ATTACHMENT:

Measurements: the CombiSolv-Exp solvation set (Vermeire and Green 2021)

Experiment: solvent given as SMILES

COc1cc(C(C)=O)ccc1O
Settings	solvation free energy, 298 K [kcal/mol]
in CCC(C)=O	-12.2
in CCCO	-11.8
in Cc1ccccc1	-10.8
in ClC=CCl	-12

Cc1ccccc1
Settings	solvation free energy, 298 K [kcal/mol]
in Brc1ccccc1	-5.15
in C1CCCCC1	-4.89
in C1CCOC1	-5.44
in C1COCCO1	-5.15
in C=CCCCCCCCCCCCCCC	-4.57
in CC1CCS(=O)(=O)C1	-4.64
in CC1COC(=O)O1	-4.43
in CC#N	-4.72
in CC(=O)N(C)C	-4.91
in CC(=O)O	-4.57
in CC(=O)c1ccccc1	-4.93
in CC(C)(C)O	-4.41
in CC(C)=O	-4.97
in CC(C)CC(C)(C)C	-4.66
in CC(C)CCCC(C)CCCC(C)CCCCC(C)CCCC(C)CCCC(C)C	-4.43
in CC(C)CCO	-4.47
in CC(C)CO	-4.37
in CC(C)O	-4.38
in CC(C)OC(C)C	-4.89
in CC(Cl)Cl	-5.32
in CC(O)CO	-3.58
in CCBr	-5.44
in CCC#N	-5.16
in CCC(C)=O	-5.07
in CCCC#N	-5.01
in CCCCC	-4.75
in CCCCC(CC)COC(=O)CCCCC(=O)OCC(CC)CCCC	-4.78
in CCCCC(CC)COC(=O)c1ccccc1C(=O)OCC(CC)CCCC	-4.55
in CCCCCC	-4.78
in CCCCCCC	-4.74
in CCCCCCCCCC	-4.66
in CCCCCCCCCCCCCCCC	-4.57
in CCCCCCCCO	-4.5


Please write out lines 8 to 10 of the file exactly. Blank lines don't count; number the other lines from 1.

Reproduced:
in ClC=CCl	-12

Cc1ccccc1
Settings	solvation free energy, 298 K [kcal/mol]